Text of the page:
By contrast, Darwin was an avid hunter. And while the RSPCA sought to limit and control vivisection, men like Darwin and Thomas Huxley were hugely in favour. Much of the environmental and habitat degradation in the 19th and early 20th centuries resulted from a philosophical belief driven by evolution, that man was the most evolved creature in the battle for survival and it was his right to do as he pleased with those species (and also those human ‘races’) lower down the evolutionary chain. Even as the West began to curtail and control this wholesale lassez faire ravishing of the environment, and develop new technologies to lessen the environmental impact of many processes, it was in the atheistic, evolutionary-minded countries like the USSR and China where it continued unabated.

It was Paul Kruger, a Christian and the president of the South African Republic (1883–1902), whose efforts, in spite of strong opposition, led to the founding in South Africa of what later became the Kruger National Park. His stated goal was “for setting aside certain areas where game could be protected and where nature could remain unspoiled as the Creator made it.”6 The Kruger National Park, today measuring about 20,000 km2, was a ground-breaking and visionary initiative in its day.

The biblical balance

There is no conflict between people conserving and managing creation and valuing wildlife, while at the same time enjoying its bounty. This culture was established and absorbed within a Protestant, Christian environment.

While not assuming the particular worldview of those involved in the gaur project, and appreciating the conservation efforts of all involved regardless of their beliefs, it is undeniable that these extraordinary conservation skills were germinated, developed and honed in an atmosphere of Protestant Christian belief toward nature.7 Conserving wildlife is as natural to this culture as eating it. Braai8 and visiting national parks are probably amongst the top two pastimes of South Africans from this cultural background, with the two activities often combined; a day walking or driving in a national park, admiring the scenery and wildlife followed by delicious venison over the coals in one of the park camps. There is no conflict between people conserving and managing creation and valuing wildlife, while at the same time enjoying its bounty. This culture was established and absorbed within a Protestant, Christian environment.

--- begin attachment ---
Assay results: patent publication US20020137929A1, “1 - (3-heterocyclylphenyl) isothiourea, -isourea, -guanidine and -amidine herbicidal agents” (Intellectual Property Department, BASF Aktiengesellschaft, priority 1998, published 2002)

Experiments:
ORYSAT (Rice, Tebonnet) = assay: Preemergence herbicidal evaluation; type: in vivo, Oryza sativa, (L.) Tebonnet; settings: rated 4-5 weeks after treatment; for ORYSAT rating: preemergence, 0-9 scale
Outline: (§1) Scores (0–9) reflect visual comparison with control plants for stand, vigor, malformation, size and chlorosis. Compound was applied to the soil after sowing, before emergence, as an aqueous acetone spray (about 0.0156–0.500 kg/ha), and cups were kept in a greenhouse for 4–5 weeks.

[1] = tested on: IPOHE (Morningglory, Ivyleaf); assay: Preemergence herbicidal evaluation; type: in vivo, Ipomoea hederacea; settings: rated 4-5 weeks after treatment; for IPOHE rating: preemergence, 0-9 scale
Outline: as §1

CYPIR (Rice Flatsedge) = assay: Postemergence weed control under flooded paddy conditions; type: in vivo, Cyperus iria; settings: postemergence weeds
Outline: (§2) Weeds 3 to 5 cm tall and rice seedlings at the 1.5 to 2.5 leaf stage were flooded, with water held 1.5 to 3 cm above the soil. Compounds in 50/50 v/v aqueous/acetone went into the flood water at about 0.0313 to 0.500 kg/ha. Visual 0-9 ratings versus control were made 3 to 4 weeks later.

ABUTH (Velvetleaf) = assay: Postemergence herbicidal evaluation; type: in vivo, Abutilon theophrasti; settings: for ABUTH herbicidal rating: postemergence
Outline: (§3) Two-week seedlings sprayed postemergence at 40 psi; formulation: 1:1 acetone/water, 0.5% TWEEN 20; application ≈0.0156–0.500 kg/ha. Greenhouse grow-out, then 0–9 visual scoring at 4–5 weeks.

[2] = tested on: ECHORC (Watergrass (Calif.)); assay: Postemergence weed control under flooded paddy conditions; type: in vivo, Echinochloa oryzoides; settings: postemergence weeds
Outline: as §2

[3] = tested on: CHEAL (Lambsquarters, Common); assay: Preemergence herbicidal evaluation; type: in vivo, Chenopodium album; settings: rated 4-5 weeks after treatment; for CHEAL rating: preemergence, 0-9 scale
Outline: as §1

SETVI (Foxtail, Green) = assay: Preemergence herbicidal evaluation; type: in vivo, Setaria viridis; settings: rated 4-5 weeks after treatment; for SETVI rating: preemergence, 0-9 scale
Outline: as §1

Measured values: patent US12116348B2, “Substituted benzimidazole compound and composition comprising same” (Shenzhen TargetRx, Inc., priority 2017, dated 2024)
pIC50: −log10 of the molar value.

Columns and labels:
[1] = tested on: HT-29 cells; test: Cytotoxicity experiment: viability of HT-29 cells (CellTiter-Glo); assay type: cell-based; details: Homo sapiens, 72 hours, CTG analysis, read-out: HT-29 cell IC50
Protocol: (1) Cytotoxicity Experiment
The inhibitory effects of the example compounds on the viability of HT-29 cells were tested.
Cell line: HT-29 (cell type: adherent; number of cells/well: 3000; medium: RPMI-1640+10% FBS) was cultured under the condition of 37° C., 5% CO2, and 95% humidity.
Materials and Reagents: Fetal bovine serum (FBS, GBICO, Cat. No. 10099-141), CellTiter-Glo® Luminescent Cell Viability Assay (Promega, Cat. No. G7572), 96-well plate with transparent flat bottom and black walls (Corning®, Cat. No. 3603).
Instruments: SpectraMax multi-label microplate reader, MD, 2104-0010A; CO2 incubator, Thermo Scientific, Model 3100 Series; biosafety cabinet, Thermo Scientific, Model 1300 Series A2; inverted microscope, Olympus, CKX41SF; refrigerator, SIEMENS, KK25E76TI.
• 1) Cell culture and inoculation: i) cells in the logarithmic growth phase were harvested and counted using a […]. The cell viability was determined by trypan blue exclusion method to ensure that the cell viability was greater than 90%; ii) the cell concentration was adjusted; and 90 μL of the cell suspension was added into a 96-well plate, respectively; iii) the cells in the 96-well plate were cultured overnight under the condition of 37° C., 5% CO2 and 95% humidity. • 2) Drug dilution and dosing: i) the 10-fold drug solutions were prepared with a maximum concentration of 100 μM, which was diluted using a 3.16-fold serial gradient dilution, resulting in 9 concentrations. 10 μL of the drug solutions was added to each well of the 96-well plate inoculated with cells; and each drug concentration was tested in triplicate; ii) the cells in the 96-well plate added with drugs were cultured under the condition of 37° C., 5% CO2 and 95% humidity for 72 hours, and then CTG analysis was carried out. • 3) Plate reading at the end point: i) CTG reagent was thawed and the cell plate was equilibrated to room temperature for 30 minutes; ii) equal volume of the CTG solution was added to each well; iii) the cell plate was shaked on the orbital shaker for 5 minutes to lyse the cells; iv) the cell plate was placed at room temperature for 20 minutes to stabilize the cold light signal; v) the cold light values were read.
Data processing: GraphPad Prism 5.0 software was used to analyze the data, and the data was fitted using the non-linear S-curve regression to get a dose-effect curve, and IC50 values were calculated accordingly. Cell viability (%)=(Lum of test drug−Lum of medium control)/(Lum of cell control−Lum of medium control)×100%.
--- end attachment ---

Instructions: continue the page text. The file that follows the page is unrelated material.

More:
Recognized or not, it is from this background that South African conservationists have become internationally respected and appreciated. The pantheistic and evolutionary influences that hold all life as equal are becoming increasingly evident however. Due to the success of initiatives similar to that of the gaur, elephant herds were saved from extinction in South African parks and populations expanded. This placed great strain on the habitats in the limited boundaries of the parks. For decades, conservationists used culling as a means of managing expanding herds. While not relished by conservationists, humane culling was seen as a necessary evil to properly manage the size of herds so that they could still be supported within their habitat.